Gingivitis is the earliest stage of gum disease. It is the inflammation of the gums, usually caused by plaque build-up. Bacteria from plaque and other debris irritate the gums and cause infection.

In its early stages, gingivitis can be reversible and will not cause permanent damage to the gums and teeth. Your gums should return to good health with proper treatment and hygiene care.

However, if left untreated, gingivitis can rapidly progress to irreversible periodontal disease. This is a serious condition that can affect the bones surrounding the teeth, eventually leading to tooth loss.

The management of gingivitis involves regular dental visits for teeth cleaning and a lifetime of preventive oral hygiene care. These will help keep the teeth and gums clean and bacteria-free for a healthy and beautiful smile.

Signs and Symptoms of Gingivitis

The symptoms of gingivitis vary depending on the severity of the condition. Some do not even know they have gingivitis as it may come without symptoms during its early stages. Gingivitis may also develop on all teeth or just one tooth.

Some of the common signs and symptoms are:

  • Red, tender, swollen gums
  • Gums that easily bleed when you brush or floss
  • Gums that have pulled away from the teeth
  • Bad breath that lingers even after brushing
  • Teeth sensitivity
  • Tenderness or pain when chewing

Advanced gum disease leading to periodontitis causes infection of the bones supporting the teeth. This will make the teeth loose and change how the teeth fit when you bite. If you are using dentures, they may also fit awkwardly, making it difficult for you to use them.

Causes of Gingivitis

Anatomically, the gums are not fully attached to the teeth. They are attached at a lower point than the visible gum edges. The area with unattached gums is called the sulcus. Gum disease happens when plaque and other debris accumulate in the sulcus causing gum infection or gingivitis.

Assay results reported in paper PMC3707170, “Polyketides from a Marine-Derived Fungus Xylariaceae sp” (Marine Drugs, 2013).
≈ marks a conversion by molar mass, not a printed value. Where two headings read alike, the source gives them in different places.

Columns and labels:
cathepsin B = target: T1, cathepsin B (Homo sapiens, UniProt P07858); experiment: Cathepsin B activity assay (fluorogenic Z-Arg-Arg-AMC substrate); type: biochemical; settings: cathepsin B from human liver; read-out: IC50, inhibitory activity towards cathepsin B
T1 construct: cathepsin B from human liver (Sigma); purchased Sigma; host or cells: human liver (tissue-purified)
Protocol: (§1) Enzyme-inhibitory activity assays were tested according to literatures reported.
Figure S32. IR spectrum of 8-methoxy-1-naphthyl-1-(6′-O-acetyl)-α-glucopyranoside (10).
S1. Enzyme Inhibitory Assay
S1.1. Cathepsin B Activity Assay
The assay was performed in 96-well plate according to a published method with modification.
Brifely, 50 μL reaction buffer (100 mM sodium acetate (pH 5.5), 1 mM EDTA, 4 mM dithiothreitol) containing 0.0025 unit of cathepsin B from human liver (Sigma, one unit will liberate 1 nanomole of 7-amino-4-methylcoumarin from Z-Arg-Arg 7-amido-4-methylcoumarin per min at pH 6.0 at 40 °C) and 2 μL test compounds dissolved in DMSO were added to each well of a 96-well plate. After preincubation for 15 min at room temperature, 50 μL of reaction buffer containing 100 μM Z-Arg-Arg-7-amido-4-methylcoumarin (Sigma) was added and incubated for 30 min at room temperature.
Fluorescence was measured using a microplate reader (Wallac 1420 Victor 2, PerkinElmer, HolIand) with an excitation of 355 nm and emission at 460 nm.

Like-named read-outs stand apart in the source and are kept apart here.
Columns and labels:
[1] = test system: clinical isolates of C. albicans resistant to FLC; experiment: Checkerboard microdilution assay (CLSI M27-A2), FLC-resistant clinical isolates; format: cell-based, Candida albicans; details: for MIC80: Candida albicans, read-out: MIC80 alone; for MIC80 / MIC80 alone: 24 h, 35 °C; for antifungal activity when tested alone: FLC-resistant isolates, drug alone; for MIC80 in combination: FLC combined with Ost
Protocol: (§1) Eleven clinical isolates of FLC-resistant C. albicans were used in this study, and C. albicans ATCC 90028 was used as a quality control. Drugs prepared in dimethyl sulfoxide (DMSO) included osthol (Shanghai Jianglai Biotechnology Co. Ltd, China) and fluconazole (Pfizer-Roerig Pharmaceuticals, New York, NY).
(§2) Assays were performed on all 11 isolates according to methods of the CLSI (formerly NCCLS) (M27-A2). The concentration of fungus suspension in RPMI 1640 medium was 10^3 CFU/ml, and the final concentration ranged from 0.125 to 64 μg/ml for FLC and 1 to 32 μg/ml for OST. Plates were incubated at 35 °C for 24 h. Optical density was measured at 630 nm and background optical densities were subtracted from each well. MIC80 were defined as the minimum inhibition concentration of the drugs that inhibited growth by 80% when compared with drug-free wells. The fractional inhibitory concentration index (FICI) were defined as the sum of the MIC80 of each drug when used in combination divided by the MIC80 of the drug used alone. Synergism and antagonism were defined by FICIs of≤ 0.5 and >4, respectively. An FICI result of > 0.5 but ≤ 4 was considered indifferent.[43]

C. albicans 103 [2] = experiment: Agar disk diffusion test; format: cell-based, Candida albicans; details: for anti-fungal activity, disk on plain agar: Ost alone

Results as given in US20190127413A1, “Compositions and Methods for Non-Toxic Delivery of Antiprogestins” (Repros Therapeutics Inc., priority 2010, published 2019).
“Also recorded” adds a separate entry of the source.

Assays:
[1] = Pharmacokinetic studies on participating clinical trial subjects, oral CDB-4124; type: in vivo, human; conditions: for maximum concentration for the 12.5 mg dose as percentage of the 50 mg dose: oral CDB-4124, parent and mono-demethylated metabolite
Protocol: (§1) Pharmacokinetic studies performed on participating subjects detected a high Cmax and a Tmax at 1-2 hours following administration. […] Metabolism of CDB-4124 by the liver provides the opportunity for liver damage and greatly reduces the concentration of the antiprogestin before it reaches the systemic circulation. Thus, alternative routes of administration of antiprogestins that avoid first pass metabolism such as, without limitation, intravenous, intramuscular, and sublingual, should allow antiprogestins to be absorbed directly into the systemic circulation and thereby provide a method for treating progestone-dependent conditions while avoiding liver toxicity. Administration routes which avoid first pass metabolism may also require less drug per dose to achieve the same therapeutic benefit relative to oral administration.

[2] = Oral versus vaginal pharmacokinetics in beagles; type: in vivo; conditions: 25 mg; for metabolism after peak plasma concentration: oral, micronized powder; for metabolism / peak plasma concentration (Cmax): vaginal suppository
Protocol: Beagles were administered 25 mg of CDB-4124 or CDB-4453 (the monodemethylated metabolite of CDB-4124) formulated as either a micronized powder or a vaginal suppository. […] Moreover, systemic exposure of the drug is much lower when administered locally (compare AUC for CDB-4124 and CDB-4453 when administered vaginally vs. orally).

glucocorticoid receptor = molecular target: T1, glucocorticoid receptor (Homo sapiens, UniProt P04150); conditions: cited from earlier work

Plaque build-up is the leading cause of gingivitis and this happens mainly due to poor oral hygiene. Eventually, plaque will harden into tartar and calcular deposits that will continue to irritate the gums.

Risk Factors of Gingivitis

Aside from poor oral hygiene, other factors and habits that may contribute to developing gum disease are:

  • Smoking or chewing tobacco
  • Diabetes
  • Medications (oral contraceptives, steroids, anticonvulsants, antihypertensives, etc)
  • Crooked teeth
  • Pregnancy
  • Ill-fitting dentures or dental appliances
  • Genetics
  • Suppressed immune system

How to Prevent Gingivitis

Gingivitis is a highly preventable disease. The most effective way to do so is to practice proper and consistent hygiene care. This includes:

  • Routine dental visits for check-ups and cleanings
  • Brushing at least twice a day using fluoride-rich toothpaste
  • Flossing and rinsing with antibacterial mouthwash

Other preventive methods also include breaking poor oral habits, such as smoking, and disease management for diabetes-induced gingivitis.

Professional Treatments for Gingivitis

If there is already existing gum disease, treatment is necessary to bring back the health of the gums. Treatment may range from thorough teeth cleaning to more advanced techniques such as lasers and surgery.